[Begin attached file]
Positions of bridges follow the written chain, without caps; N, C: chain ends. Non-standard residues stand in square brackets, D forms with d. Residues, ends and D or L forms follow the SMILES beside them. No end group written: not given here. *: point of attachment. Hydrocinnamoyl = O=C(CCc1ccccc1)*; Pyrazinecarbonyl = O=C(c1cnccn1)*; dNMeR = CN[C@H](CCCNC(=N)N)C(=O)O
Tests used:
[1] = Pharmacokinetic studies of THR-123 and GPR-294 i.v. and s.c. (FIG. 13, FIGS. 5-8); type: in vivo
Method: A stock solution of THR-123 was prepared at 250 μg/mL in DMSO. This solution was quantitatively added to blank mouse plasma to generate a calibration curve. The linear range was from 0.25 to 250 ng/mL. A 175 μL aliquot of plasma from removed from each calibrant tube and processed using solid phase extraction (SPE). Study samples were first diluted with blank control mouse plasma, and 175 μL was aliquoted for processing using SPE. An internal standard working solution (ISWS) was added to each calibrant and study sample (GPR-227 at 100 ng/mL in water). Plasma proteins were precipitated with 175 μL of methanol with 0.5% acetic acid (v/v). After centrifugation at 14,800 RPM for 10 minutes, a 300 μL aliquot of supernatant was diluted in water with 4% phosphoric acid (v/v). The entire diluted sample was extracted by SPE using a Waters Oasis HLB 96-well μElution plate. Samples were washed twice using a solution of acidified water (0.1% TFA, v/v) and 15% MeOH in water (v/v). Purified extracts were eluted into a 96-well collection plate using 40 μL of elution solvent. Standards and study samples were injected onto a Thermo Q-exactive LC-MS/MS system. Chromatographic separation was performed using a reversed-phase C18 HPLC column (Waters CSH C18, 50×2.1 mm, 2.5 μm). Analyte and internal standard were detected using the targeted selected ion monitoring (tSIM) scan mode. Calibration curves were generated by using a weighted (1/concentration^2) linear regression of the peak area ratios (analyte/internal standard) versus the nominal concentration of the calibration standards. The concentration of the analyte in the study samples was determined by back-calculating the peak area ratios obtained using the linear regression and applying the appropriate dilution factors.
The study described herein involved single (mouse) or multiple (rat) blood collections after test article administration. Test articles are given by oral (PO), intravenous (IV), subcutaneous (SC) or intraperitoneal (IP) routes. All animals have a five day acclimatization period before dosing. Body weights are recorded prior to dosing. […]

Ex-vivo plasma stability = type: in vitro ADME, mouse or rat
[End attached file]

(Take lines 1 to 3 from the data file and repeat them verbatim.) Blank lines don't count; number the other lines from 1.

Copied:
Positions of bridges follow the written chain, without caps; N, C: chain ends. Non-standard residues stand in square brackets, D forms with d. Residues, ends and D or L forms follow the SMILES beside them. No end group written: not given here. *: point of attachment. Hydrocinnamoyl = O=C(CCc1ccccc1)*; Pyrazinecarbonyl = O=C(c1cnccn1)*; dNMeR = CN[C@H](CCCNC(=N)N)C(=O)O
Tests used:
[1] = Pharmacokinetic studies of THR-123 and GPR-294 i.v. and s.c. (FIG. 13, FIGS. 5-8); type: in vivo